Our immune system is body’s defence mechanism against disease. It aims to identify and attack any foreign bodies which have breached our first lines of defence and invaded our system. For more general information on the immune system you can refer to A.Vogel Talks Immune system.
In this page we discuss how having digestive issues such as irritable bowel syndrome (IBS) can have a negative impact on our immune system.
There are various routes for pathogens to breach our first lines of defence and invade our body, the digestive system being a major one. The food and drink we consume daily can easily be contaminated with bacteria or viruses. Our stomach acid plays a crucial role in killing many of these off, so supporting our stomach acid, for example by taking a herbal stomach bitter 5 minutes before a meal, can be a great first step in managing the microbial load on our body.
Further down the digestive system, the gut wall forms a gastrointestinal barrier; however, in some cases this may be violated. If pathogens get a chance to enter our circulation, it is the role of our immune system to recognise this and take action.
The cells of our gut wall are usually packed tightly together, allowing them to form a barrier in a bid to prevent pathogens crossing over. In IBS, irritation of the gut wall, together with muscles spasms (often with diarrhoea) can make this barrier of cells more vulnerable, and gaps can form. This is often called ‘leaky gut’ as more pathogens are able to literally leak through into our bloodstream. This results in an overwhelmed immune system.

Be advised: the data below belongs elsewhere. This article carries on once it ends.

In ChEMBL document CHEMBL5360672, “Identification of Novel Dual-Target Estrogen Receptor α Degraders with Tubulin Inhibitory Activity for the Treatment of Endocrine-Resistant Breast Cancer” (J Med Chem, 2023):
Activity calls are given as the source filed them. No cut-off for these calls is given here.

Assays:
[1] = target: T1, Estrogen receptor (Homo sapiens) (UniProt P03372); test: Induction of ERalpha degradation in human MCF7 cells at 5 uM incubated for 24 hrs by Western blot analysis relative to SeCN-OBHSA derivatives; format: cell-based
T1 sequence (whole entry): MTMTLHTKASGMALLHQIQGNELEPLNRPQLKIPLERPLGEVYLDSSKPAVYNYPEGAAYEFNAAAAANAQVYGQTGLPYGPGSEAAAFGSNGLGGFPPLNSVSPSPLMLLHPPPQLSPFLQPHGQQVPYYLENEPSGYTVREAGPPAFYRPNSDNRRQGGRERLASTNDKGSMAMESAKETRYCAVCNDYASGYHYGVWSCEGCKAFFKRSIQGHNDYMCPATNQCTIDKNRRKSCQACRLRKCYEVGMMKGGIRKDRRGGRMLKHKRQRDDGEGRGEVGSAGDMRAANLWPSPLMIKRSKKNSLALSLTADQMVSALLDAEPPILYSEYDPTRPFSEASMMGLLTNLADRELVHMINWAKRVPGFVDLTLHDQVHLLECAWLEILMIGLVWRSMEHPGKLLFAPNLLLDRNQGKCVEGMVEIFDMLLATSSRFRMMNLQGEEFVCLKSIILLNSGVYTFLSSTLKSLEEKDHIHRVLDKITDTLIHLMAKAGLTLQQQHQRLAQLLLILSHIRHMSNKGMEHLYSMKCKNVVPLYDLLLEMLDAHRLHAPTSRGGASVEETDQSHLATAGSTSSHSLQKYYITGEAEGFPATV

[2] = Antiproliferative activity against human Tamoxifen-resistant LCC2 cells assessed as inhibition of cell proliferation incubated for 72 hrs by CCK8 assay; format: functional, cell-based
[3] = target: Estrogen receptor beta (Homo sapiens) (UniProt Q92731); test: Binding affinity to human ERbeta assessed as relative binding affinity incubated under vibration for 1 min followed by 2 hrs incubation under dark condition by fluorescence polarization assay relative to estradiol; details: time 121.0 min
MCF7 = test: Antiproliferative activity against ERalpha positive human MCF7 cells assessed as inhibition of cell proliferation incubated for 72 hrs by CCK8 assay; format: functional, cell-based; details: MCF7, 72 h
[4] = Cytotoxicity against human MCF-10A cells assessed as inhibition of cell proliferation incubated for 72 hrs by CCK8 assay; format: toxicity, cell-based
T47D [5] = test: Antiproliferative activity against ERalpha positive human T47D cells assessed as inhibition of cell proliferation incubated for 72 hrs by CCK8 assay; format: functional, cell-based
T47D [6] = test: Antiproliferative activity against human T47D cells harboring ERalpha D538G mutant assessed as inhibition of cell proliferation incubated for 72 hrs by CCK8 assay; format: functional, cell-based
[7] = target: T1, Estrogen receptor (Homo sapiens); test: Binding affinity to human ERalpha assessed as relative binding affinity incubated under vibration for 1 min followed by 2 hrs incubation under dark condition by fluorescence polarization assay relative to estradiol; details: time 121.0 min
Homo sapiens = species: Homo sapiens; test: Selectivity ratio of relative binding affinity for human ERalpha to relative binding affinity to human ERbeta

If leaky gut happens in combination with constipation, the result is slow moving waste together with imperfect cells. This will result in even more toxins leaching over and again our immune system is put under pressure.
Other aspects of IBS may also be having a detrimental effect on our immune system. In cases of IBS it is possible that a bacterial or yeast overgrowth is residing in the gut, for example Candida albicans. Candida is yeast which is found naturally in small amounts in the gut, however, in certain circumstances, for example in constipation, Candida seizes the opportunity to multiply which can be detrimental. Candida is very good at piercing the gut wall, allowing even more toxins to pass through. These will circulate in the blood stream and travel around the whole body. Surprisingly, Candida albicans can even cross the blood-brain barrier and give rise to symptoms such as brain fog.
Echinacea is well known for its role in helping fight colds and flu. It has strong anti-viral qualities (very useful as 95% of colds and flu are viral infections) and is also able to directly target invading bacteria or fungi too.
Echinacea also has indirect benefits, supporting your immune system and helping to maintaining the body’s resistance to pathogens so they aren’t able to take hold and invade our cells.
If home or herbal remedies aren’t giving your immune system the support it needs, a trip to your doctor might be necessary.
In terms of general support for the immune system, home and herbal remedies should always be considered; however, your doctor may be able to prescribe specific antibiotics or anti-viral medications if you have a stubborn infection that your body is struggling to fight. If you are taking antibiotics, always consider taking a probiotic supplement alongside this to support your healthy gut bacteria.